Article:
12-month community order for man found in possession of imitation firearm after dispute in Bromley
PUBLISHED: 17:27 13 March 2015 | UPDATED: 17:31 13 March 2015
AK47-style assault rifle, a Second World War machine gun and a rocket launcher/rocket propelled grenade (RPG) seized
A man has been handed a community order for possession of an imitation firearm in a public place, after a dispute between a group of men in Bromley.
Ade Jess-Marsh, aged 32, of Broadfield Road, Lewisham, was given a 12-month community order, with a requirement to undertake 150 hours unpaid work, at Bromley Magistrates’ Court yesterday, (Thursday), after pleading guilty to possession of an imitation firearm in a public place.
He was also ordered to pay court costs of £145. The court also ordered he destruction of the imitation firearms.
At around 4.30am on Sunday, January 25, police were called to reports of a fight involving a group of what was believed to be around 10 men, in East Street, Bromley.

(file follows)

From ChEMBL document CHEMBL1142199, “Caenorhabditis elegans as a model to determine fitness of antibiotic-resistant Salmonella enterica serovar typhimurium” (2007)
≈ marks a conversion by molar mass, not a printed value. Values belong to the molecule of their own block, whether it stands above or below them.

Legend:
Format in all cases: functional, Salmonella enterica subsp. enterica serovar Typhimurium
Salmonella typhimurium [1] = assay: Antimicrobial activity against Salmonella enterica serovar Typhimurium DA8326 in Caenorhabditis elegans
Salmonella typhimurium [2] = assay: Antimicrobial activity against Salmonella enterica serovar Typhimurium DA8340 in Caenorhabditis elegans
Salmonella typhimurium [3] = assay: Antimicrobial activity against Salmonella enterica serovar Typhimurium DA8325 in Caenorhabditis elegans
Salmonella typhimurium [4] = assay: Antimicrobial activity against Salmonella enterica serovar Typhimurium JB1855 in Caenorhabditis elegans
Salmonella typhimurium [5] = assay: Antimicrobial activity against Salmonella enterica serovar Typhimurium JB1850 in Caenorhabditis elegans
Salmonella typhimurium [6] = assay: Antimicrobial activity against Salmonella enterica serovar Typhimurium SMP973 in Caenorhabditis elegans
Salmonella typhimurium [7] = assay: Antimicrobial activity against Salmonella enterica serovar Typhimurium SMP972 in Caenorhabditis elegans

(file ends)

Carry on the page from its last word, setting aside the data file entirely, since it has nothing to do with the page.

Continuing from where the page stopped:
As officers were attending CCTV operators observed that one man appeared carrying what looked like an assault rifle, and a sergeant attending the scene was alerted similarly by a member of the public.
The group fighting had dispersed upon arrival of officers at the scene, but using CCTV the man with the suspected firearm was traced to a nearby address in Market Square, Bromley.
Firearms officers entered the address and five men were arrested and three weapons seized. Three of the men were released, but Jess-Marsh and a 41-year-old man were taken into custody on suspicion of firearms offences.
The weapons were an AK47-style assault rifle, a Second World War machine gun and a rocket launcher/rocket propelled grenade (RPG). Following examination by firearm specialists it was established that the weapons are incapable of firing and have been decommissioned.
The 41-year-old man was later released without charge.
Detective Constable Dan Simpson, from Bromley Police’s CID, said: “This was an excellent collaborative effort between Bromley Borough officers, CCTV operators, and Specialist Firearms Command officers, that quickly led to three imitation firearms being seized and the arrest of Jess-Marsh.
“Although the weapons were not capable of firing, the presence of these firearms in a public place had potential to cause major panic and fear of violence”